Looking Forward to 2014

As the 2013 season comes to a close, we are already getting excited for the coming year.  Our plans include expanding to 200 produce packs, building more greenhouses, and planting a plum orchard.  These efforts reflect our desire to build a business that nourishes everyone connected to it.  Next year we plan to have a lot more carrots, earlier potatoes, more consistent lettuce, and more fruit variety.

Improving the overall quality of our produce is an endless process.  We are increasing our compost production this year with the addition of leaves and straw to our cow and sheep bedding.  Last year we bedded with moderate amounts of waste hay and made about 70 tonnes of compost.  We hope to double that in 2014.

In addition to composting we are getting our cover cropping program established.   This past season, we brought a lot of new fields into use.  Now we have enough space to have soil-building crops on half of our land every year.  Cover crops are a great way increase the fertility of the land while greatly reducing weed and disease problems.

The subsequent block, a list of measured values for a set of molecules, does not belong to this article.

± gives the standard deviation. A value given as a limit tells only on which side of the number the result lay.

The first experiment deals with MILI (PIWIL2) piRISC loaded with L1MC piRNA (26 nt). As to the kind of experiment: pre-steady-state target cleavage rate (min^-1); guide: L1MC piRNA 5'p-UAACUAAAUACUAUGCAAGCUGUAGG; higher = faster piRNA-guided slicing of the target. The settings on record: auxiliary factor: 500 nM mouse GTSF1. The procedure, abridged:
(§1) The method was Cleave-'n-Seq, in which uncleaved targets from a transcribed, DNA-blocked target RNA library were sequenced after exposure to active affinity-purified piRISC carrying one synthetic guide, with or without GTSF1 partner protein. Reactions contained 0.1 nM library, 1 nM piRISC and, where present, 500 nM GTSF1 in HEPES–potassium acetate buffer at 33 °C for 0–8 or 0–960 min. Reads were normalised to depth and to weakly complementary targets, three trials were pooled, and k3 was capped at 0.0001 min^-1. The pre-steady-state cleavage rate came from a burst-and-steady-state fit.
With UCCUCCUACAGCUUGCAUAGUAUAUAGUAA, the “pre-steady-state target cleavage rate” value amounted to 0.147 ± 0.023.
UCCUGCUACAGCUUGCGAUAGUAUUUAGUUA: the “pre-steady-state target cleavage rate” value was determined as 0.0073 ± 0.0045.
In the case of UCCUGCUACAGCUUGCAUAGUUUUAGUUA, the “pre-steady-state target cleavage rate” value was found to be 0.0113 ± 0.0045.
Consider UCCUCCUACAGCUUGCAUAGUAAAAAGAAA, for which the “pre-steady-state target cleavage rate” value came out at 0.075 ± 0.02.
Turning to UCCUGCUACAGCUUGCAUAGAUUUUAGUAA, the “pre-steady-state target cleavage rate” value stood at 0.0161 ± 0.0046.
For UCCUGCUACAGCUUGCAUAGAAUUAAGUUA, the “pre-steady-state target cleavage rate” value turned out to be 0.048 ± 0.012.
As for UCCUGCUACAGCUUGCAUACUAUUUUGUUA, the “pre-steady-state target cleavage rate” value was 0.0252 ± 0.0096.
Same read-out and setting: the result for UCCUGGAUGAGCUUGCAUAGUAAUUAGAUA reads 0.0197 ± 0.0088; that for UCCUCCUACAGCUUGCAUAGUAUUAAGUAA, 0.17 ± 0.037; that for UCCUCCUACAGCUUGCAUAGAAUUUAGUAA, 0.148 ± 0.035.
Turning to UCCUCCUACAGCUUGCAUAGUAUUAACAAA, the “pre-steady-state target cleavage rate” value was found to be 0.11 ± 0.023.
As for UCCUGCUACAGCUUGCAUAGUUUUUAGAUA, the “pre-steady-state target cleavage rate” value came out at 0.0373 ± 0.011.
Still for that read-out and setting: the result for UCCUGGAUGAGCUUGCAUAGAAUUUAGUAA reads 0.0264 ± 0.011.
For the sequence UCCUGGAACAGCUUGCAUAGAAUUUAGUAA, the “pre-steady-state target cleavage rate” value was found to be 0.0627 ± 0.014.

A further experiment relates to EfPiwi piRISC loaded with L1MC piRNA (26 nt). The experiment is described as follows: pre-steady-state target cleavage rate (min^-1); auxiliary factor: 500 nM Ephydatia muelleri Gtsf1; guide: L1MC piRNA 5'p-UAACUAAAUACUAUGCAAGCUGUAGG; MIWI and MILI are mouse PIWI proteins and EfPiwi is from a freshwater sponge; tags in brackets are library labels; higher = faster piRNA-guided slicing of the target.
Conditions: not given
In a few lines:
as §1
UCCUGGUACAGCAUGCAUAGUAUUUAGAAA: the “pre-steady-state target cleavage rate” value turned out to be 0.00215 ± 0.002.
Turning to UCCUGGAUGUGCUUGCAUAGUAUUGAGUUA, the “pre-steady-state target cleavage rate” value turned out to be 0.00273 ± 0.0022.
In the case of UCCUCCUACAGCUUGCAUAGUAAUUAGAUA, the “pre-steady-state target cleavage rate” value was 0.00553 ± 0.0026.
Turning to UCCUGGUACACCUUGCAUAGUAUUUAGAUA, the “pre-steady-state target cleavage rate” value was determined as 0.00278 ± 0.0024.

If you filled out the online feedback survey, thank you! We will be getting the results soon.  If you didn’t, or have something further to tell us, please get in touch.  We base most of our decisions on what we hear from our customers, so please let us know what would improve the packs for you.

Since we are expanding, feel free to tell your friends about us.  We will invite everyone from the wait list, and also have room for more.  For those who are interested, they can go ahead and sign up on our website.

See you all soon!

Jen, David, and Bruce


Posted in chickens, CSA, growing vegetables, livestock, Produce Pack, Recipes | Tagged , , , | 1 Comment

Week 26: Dare to believe

Thanks Karyn!

Thanks Karyn!

In the pack this week we expect to have fruit, squash, onions, hot peppers, salad mix, celery, leeks, two kinds of radish, a bag of root vegetables, tomatillos, potatoes, spinach, and herbs.  The large packs will have an extra bag of salad mix, an extra bag of carrots, and an extra quart of fruit.

We stored the tomatillos for a month, and find that they have more flavour now.  We’ve been putting them in omelettes along with leeks and loving the effect!


Omelette with leeks and tomatillos

We noticed quite a few people putting kale in the swap box last week so we are not offering kale this week.  (For those who love kale every week we will have lots in the swap box.)  Since next week is our last produce pack week, however, we thought people might be interested in freezing some kale.  So we will offer it next week.  If you want extra, let me know.  I used to blanch kale before freezing, but now I just cut it up and pack it in freezer bags.  Simple and easy and very nice to have all winter!